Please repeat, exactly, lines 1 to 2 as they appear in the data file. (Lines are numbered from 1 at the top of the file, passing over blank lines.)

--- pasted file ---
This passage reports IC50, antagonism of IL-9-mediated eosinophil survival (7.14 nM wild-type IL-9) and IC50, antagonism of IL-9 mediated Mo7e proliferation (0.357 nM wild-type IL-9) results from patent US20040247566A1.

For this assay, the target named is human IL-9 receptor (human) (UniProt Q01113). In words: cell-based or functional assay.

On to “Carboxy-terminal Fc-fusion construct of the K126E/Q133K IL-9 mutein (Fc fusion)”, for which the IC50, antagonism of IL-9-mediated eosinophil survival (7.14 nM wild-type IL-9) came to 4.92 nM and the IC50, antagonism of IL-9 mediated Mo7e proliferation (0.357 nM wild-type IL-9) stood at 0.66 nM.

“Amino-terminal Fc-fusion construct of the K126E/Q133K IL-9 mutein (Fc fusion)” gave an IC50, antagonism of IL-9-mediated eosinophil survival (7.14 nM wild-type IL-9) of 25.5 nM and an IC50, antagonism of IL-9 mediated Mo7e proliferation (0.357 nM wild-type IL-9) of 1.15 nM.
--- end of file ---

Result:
This passage reports IC50, antagonism of IL-9-mediated eosinophil survival (7.14 nM wild-type IL-9) and IC50, antagonism of IL-9 mediated Mo7e proliferation (0.357 nM wild-type IL-9) results from patent US20040247566A1.

For this assay, the target named is human IL-9 receptor (human) (UniProt Q01113). In words: cell-based or functional assay.